In New Orleans, where brass band parades are a barometer of the popular culture, you might think that a CD on the stylistic evolution of these bands would be easy money for Dr. Michael White, who holds a chair in jazz studies at Xavier University here.
A prolific clarinetist and composer who leads the Liberty Brass Band, White, 60, also performs with the Young Tuxedo Brass Band. Both groups play New Orleans Style with a devotion to the memory of the musicians long gone who forged the seminal idiom.
The 26-page booklet containing White’s long essay for New Orleans Brass Bands: Through the Streets of the City is one sign of the time he invested as the album’s producer, along with Smithsonian Folkways’ Daniel E. Sheehy.
In his essay, White displays a stoical restraint when comparing the rich harmonies and counter-rhythms that embroider the melodies of early jazz as played by the Eureka and Onward bands, which no longer exist, with the grittier style of the Hot 8 and other younger bands, whose members came up in street parades shadowed by crack killings.
Many of the newer bands follow a shift in the late ’80s by The ReBirth Brass Band, which developed a strong following with embellishments of bebop and hip hop that appealed to young street dancers and second liners in the parades that roll for several hours through various neighborhoods. ReBirth’s tendency for wailing horns relied on section-riffing, hypnotic repetititions that all but discard the through line of melody. The band has enjoyed many recordings, a sturdy career on the road, and a steady gig at the famed Maple Leaf bar whenever it’s in town.
Where bands of the mid-20th century like Eureka and Young Tuxedo played the high kicking marches like “Didn’t He Ramble” for the dancing parades, the changes that came in the ’90s were at the expense of melody. Songs like ReBirth’s “Do Whatcha You Wanna” and James Andrews’s “Give Me My Money Back” rely on a circular chanting of the title with section riffing horns. “When the Saints Go Marching In” is a song common to both traditions, but the task of musicianship on the older music, with trombone harmonies, say, in a given march, were more artistically demanding.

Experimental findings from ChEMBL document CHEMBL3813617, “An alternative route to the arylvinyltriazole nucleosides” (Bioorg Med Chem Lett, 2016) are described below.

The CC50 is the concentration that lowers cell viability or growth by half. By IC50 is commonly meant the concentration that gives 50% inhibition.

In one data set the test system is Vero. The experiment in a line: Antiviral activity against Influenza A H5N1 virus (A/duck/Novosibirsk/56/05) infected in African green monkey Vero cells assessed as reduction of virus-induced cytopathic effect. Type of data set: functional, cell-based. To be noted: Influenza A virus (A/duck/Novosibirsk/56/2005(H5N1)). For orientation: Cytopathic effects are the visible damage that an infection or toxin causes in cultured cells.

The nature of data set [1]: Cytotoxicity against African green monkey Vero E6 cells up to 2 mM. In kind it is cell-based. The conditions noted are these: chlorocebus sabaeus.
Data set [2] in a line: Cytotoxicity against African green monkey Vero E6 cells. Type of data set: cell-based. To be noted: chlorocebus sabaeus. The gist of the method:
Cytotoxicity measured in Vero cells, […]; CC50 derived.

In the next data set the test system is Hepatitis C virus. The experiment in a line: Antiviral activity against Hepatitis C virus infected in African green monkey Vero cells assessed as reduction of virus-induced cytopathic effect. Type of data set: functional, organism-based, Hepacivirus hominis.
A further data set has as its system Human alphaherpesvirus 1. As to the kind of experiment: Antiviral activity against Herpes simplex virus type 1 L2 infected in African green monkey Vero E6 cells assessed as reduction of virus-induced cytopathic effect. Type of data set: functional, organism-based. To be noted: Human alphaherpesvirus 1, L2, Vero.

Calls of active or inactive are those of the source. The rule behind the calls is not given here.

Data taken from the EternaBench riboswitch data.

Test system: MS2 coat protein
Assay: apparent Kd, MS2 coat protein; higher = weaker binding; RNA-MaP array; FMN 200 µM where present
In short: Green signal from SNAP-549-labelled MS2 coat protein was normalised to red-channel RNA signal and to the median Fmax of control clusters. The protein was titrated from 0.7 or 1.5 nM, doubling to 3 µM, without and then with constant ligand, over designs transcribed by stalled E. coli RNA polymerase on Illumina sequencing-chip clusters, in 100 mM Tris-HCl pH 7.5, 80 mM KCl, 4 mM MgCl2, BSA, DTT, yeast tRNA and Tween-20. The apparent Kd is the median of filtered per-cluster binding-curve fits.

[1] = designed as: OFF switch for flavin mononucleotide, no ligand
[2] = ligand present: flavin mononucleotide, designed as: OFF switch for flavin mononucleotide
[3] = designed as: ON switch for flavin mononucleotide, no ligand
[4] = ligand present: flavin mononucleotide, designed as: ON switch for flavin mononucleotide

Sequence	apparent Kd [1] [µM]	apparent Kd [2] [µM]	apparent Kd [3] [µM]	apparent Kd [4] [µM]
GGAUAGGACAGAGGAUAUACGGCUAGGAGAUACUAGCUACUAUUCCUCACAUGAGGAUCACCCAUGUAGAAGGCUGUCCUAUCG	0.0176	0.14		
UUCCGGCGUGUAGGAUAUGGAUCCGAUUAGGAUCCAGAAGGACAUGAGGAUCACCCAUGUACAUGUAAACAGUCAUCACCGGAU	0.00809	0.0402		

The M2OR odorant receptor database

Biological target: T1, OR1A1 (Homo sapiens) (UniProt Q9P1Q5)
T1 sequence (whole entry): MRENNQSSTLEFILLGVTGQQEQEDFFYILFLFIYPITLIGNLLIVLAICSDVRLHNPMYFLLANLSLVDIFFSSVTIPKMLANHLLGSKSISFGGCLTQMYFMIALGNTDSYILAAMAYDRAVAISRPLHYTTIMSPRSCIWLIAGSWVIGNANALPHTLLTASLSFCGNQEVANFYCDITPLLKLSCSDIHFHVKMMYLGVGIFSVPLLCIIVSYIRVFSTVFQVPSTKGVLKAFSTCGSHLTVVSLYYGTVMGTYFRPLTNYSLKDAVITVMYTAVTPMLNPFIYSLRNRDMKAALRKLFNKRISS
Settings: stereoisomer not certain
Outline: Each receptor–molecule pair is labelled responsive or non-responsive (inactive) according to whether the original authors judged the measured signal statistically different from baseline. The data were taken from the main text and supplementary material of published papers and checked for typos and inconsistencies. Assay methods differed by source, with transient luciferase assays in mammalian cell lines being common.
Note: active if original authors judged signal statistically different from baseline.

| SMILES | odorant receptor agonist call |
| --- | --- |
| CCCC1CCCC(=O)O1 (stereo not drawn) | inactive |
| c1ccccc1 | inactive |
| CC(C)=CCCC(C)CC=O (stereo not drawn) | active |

One of the biggest changes in this stylistic—and generational—shift, was the role of the tuba, leading march and melody, a role the trumpet had played in the past. The bouncing tuba lines could sketch a melody in a way that gave the players on horns and reed instruments greater space to improvise. Phil Frazier still plays tuba and has led ReBirth well into middle age.
By virtue of his many CDs, concert tours, and media appearances, White is a statesmanlike figure in the Crescent City’s musical culture. Over the years he has worried aloud about the fate of New Orleans Style—the classic idiom—observing that public schools have done a poor job of educating children and that only a few schools have any music programs at all—a loss that Hot 8 bandleader and tuba player Benny Pete has also bemoaned on behalf of members of his band.